12. I can't say it is normal for your car specifically but in many cars it is normal for the clock to stay on for a while. The draw of the digital readout from the clock is so minuscule that it would literally take years to drain the battery so I wouldn't worry about it too much.
  13. Xeryon

    Accord check eng

    Be nice if you had the specific code. That car is plagued with P0420 codes which were tied to the secondary O2 sensor reading out of range. On rare occasion it was the O2 sensor, sometimes it was the catalytic converter and usually you were just screwed. Had a lot to do with the emissions on the car being wound up as tight as they could so it would get a ULEV classification. As the car aged and the motor fully breaks in the overall emission output of the vehicle starts to increase even with all the proper control systems in place and working as they should. If that is the code you have and you do not live in an emissions check area and your fuel mileage is not negatively impacted it may be best to ignore it.
  14. I've always sourced my kits from the local NAPA as they were substantially less expensive and just erred on the side of caution and did the timing belt every 80k. The price quotes you list seem pretty typical for the job. I've done the install myself a couple times and also once paid a local mechanic $450 and he supplied the parts for a TB, WP and all the dive belts (they have to come off anyway).
  15. Are you against doing most of these yourself? Much of what you listed there is quite easy to do with a basic home mechanics tool kit.
  16. Are the gears engaging at all? Like, is your master cylinder and slave cylinder working correctly so that you are actually shifting into a gear?
  17. From a long time past there was a minimum number of posts required to use the classifieds to keep spam to a minimum. Site doesn't get much traffic these days. Even if you had a high enough post count it isn't worth your time to post something for sale on here.
  18. Multi meter. You can test to see if the switch is properly engaging/disengaging when depressed.
  19. It will stay dead with introduction responses like that. Why bother posting? I don't know where you Canadians get the rust free cars from but I want in on the action. I'm 200 miles south of the most Southern point of Ontario and my cars dissolve to dust in 10 years if I drive them regularly. Hell, my last one rusted out bad at 15 and it spent most of it's life in Texas and was garaged winters. It rusted sitting in storage.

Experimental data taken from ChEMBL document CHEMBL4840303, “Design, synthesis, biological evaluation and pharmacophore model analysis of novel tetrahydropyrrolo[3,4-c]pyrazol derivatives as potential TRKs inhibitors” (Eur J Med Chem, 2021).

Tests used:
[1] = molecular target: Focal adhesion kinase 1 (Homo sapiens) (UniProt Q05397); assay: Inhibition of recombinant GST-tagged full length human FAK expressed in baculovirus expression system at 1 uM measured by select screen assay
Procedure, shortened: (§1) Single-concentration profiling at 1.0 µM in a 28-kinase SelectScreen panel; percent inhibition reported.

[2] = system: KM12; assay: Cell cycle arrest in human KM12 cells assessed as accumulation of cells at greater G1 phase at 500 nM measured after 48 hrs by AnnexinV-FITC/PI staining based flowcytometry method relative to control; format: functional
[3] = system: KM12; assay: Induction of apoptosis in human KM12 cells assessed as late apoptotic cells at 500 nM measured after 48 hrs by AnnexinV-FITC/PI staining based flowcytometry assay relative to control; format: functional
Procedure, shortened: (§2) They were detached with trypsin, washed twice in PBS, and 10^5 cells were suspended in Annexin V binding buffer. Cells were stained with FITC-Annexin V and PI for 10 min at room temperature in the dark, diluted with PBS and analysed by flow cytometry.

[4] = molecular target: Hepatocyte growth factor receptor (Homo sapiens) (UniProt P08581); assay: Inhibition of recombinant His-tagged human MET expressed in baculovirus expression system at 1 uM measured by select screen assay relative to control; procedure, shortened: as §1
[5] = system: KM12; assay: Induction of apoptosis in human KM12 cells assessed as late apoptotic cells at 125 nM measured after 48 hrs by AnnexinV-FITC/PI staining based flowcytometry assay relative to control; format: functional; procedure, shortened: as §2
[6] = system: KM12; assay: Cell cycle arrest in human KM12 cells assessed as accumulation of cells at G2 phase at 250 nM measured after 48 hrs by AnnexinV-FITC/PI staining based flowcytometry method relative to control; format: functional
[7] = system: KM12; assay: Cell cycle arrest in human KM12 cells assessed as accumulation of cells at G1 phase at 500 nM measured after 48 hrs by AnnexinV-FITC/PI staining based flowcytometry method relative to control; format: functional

20. 105hp is what causes the problem (I have no idea actually but the point is the same). Pressing that AC button probably robs you of 25% of your engine power in on shot. That or the pully or compressor bearing are damaged.
  21. The vast majority of cars don't have rear flaps. The bumpers were better at taking abuse then the front doors so unless you requested to pay extra no dealer or manufacturer installs them by default. I know there are a few states that require them for various reasons but most do not.
  22. Current civic has a longer and wider wheel base than the accord did 20 years ago and the 4cly engine has more power than the first 6cyl options accords had. Saying the engine in an old accord in the past is good or bad isn't relevant to the discussion because it doesn't apply to the vehicles you are looking at today. Historically the accord engines themselves would live longer lives because they were more adult driven and were better maintained family cars. More civics have survived because people like to tinker with the smaller and lighter chassis, not necessarily because the engines lasted longer. For me smaller, lighter and more fuel efficient are the deciding factors. Especially for us long distance commuters. I run up 40-50k in commute to office miles alone. Doesn't even count personal miles or work driving. I drive so much I gave up on Hondas a while ago. Their cars just aren't fuel efficient enough anymore. They have actually regressed mpg-wise. I'm all diesel VW with 50+ mpg, plenty of amenities, decent power and it comes in a manual.